It may not seem intuitive that the Federal Application for Federal Student Aid uses tax information from 2 years ago. But changing the tax year used made little change in award packages and makes for a smoother aid application process.
Applying for aid from the 2017-18 academic year forward was changed to help students and parents with completing the FAFSA.
Tax Year for the FAFSA
Tax information has been a standard way to collect that income data for students and parents.
However, student and parent taxes for the previous year was often being compiled and submitted to the IRS at the same time the student was trying to apply for financial aid for the upcoming school year. It was almost as if the cart was before the horse for many families who needed financial aid information to make college decisions or simply plan for the upcoming college costs. If nothing else, it put unnecessary pressure on families to complete taxes in order to get earlier financial aid determinations.
Schools and the U.S. Department of Education saw students routinely complete a FAFSA year after year, and most families saw only minor changed in income from year-to-year. This analysis led the financial aid community to work toward a change in federal statute to allow "prior prior year" (sometimes referred to as PPY) v. "prior year" tax information when determining aid eligibility.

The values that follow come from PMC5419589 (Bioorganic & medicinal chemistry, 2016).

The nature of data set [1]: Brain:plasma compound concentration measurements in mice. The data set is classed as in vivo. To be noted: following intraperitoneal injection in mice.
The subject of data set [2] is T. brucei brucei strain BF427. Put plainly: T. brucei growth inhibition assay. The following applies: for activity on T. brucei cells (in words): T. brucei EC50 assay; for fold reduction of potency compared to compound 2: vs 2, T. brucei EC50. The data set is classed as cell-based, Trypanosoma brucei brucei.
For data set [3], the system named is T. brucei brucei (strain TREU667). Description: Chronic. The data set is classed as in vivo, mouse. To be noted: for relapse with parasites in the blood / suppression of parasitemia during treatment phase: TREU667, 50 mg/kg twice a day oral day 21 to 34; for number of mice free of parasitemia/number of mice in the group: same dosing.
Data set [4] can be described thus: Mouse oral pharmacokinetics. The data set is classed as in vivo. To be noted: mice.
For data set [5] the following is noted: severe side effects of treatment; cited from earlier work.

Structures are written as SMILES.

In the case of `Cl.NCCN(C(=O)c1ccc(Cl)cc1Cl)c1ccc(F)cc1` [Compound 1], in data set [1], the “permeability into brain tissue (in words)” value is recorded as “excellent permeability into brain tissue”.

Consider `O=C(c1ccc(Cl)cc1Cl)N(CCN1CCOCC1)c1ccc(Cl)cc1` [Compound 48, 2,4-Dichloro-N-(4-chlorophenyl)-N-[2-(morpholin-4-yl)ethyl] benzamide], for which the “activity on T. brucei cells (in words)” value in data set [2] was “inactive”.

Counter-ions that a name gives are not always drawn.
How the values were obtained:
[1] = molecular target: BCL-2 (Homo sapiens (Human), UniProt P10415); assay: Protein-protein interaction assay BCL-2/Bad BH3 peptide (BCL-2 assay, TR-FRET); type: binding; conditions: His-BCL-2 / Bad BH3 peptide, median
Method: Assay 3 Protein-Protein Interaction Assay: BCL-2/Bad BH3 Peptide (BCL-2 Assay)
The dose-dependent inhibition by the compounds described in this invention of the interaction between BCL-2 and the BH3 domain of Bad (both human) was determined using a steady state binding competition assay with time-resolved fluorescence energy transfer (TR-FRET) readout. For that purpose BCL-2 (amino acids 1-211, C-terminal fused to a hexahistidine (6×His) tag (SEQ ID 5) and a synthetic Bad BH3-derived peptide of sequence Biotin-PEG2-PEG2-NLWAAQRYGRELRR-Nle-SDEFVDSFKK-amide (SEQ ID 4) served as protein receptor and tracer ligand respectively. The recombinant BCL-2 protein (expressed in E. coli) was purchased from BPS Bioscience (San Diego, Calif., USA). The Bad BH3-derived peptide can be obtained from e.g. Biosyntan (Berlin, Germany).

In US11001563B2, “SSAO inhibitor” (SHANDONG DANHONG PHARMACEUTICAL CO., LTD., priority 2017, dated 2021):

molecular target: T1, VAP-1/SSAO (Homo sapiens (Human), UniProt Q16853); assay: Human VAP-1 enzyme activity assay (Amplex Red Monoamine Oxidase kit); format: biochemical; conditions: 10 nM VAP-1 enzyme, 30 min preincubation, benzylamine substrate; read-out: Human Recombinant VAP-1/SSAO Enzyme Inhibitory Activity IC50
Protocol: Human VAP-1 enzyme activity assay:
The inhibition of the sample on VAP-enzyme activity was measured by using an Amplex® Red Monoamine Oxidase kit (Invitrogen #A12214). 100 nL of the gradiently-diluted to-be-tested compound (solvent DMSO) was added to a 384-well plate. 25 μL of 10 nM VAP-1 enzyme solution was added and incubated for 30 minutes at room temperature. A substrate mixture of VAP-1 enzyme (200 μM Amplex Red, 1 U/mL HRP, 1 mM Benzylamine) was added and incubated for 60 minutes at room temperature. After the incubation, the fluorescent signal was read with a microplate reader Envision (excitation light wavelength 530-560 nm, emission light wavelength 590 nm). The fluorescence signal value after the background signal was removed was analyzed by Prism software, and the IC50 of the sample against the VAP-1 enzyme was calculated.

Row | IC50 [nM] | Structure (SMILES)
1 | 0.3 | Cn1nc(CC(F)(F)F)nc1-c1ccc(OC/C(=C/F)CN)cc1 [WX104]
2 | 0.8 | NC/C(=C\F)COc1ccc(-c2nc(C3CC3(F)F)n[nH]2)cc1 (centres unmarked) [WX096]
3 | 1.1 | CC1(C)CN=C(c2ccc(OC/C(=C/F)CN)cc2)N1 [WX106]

Beginning with the 2017-18 FAFSA, students and families provided income information from the 2015 tax year rather than the 2016 tax year. For 2018-19, the FAFSA used 2016 tax data, and so on.
Using an earlier tax year for determining aid eligibility makes it significantly simpler for families to complete their FAFSA, because they will are using information from tax records that had been completed and processed by the IRS many months earlier.
Moreover, most aid applicants (and their parents, when required) would then be able to use the FAFSA/IRS Data Retrieval Tool (DRT) to automatically transfer required tax return information directly from the IRS onto their FAFSA. Using the DRT not only increases the accuracy of information used to determine aid eligibility but also eliminates the burden for many students and parents of providing tax return transcripts for verification of the FAFSA income information.